Trump and Powell in 2017. Photo: Jabin Botsford/The Washington Post via Getty Images
President Trump said Federal Reserve chair Jerome Powell has "really stepped up," offering rare praise during a press conference on Monday.
Why it matters: It marks a big shift in Trump's tone on Powell — who he's bashed for months — after a series of measures announced by the Fed in recent days to ease the economic fallout from the coronavirus.
"I am happy with [Powell]. ... I really think he’s caught up. He’s really stepped up over the last week. I called him today and I said, ‘Jerome, good job.’”— President Trump
Of note: Trump told reporters the two men spoke via phone on Monday. The Federal Reserve on Monday night wouldn't comment on whether the phone call happened.
- Despite the central bank's apolitical nature, it's normal for presidents to occasionally speak with their Fed chairs, particularly in times of crisis.
- Powell and Trump have spoken several times before, though Trump's public criticism offered an unprecedented backdrop for these conversations.
Context: Trump's praise for Powell comes as the economy could see extremely high unemployment rates and a sharp drop-off in GDP growth from efforts to stop the coronavirus outbreak.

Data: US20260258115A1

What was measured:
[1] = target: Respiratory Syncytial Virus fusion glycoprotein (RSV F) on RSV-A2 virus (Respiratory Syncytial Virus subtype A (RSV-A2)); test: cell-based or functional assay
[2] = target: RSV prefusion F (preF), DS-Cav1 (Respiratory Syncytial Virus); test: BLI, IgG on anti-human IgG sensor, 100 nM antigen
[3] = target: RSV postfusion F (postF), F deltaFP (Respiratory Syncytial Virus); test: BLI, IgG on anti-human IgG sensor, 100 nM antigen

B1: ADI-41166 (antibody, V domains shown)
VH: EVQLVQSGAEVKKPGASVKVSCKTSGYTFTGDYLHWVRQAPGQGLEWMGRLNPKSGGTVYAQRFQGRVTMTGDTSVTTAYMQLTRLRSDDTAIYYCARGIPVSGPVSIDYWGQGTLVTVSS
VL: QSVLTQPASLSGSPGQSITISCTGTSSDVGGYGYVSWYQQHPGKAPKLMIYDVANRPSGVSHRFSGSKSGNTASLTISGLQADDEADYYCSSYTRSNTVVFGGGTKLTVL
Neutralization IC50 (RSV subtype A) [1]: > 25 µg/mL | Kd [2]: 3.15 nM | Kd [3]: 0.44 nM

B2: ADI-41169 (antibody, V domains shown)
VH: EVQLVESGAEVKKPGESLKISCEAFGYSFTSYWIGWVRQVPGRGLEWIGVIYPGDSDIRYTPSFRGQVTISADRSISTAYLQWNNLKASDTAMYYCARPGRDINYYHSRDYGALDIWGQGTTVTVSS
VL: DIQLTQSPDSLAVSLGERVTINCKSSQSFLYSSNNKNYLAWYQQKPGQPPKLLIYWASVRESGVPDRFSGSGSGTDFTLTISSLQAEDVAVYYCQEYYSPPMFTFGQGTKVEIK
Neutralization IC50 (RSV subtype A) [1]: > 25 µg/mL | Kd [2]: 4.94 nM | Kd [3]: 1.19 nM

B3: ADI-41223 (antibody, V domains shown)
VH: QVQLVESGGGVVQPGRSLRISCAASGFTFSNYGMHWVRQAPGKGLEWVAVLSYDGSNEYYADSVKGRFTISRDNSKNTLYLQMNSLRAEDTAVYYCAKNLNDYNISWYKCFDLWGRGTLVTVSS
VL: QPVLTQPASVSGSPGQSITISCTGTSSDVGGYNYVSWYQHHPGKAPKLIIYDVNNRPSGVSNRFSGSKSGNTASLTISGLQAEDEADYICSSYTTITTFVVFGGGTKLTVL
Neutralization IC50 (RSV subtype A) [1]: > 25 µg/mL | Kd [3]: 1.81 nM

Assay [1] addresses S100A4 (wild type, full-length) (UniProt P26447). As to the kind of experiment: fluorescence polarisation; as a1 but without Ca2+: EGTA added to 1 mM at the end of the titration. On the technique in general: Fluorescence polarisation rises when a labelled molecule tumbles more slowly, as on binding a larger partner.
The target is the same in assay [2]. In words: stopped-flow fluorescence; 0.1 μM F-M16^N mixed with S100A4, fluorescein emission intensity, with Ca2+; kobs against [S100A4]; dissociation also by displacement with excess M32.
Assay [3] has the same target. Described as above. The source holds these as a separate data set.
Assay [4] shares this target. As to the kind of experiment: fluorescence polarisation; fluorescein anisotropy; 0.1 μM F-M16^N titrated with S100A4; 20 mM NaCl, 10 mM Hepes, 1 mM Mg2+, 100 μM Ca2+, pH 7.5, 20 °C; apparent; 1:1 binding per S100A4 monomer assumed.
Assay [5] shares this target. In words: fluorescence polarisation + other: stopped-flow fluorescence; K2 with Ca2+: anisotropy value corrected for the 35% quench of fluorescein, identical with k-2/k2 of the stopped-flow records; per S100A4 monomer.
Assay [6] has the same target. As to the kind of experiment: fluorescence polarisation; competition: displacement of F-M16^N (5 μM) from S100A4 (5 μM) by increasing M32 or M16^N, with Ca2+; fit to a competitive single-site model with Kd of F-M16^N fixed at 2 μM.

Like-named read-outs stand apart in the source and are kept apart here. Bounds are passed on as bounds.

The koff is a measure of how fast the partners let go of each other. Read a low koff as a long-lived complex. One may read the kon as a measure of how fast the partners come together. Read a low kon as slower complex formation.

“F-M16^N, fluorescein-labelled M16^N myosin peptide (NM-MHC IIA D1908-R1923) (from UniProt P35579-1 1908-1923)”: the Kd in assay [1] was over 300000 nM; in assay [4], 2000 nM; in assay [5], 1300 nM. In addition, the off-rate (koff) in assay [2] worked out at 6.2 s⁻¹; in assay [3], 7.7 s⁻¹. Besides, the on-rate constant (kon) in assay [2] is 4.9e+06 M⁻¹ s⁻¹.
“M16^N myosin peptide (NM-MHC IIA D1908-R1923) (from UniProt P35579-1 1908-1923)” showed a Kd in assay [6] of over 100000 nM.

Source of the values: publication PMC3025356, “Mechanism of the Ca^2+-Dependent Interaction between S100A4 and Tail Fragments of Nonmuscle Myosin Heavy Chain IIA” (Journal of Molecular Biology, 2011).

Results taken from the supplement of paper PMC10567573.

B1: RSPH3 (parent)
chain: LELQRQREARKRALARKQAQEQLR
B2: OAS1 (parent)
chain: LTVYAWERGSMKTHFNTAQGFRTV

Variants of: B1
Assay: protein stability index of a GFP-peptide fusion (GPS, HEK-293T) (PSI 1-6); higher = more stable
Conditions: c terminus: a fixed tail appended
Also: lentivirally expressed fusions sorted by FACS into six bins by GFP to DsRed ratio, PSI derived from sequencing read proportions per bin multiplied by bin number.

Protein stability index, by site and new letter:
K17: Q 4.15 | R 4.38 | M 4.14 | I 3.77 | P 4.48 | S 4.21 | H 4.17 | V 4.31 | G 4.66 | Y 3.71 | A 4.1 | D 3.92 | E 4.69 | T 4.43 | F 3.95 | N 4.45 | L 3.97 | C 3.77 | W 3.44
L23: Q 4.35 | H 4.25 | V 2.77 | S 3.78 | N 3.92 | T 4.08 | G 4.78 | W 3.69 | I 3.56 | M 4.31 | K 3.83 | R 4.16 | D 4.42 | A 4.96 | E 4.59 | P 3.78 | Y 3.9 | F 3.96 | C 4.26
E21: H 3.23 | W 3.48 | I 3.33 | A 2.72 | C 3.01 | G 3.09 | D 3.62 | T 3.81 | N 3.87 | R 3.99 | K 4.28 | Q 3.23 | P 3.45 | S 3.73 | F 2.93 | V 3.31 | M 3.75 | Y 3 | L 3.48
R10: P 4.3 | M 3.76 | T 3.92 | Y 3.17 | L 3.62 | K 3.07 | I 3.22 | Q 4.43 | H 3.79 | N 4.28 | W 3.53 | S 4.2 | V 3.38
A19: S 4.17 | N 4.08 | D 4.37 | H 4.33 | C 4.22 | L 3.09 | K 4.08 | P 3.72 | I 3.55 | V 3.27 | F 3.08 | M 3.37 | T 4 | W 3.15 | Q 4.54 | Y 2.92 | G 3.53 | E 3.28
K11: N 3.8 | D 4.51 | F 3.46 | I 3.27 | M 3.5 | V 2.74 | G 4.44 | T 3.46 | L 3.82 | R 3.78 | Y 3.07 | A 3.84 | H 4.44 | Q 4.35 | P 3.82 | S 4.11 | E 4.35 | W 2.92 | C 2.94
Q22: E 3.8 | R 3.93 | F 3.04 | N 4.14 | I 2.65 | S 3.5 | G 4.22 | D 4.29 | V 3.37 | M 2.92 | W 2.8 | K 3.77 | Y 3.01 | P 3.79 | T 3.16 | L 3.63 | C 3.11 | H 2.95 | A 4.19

- A day before the Fed took one of the biggest steps to date to help the economy, Trump said he wasn't happy with Powell and threatened he had the power to demote him, but he hadn't "made any decisions on that." (Experts are split on whether the president has the power to remove the Fed chair, and it's unclear if a demotion would be effective.)
- The comments echoed Trump's months-long calls for the central bank to lower interest rates, despite the strong economy he touted.
The bottom line: The Fed has acted swiftly to reinstate 2008 financial crisis measures to ease the economic pain from the coronavirus. It's won approval from Trump — though the Fed has repeatedly said it doesn't take criticism from the White House into consideration.
- "[Powell's] not finished. He's got other arrows in the quiver, or whatever they say, he's got plenty of arrows," Trump told reporters, referring to more actions the Fed could take to help the economy.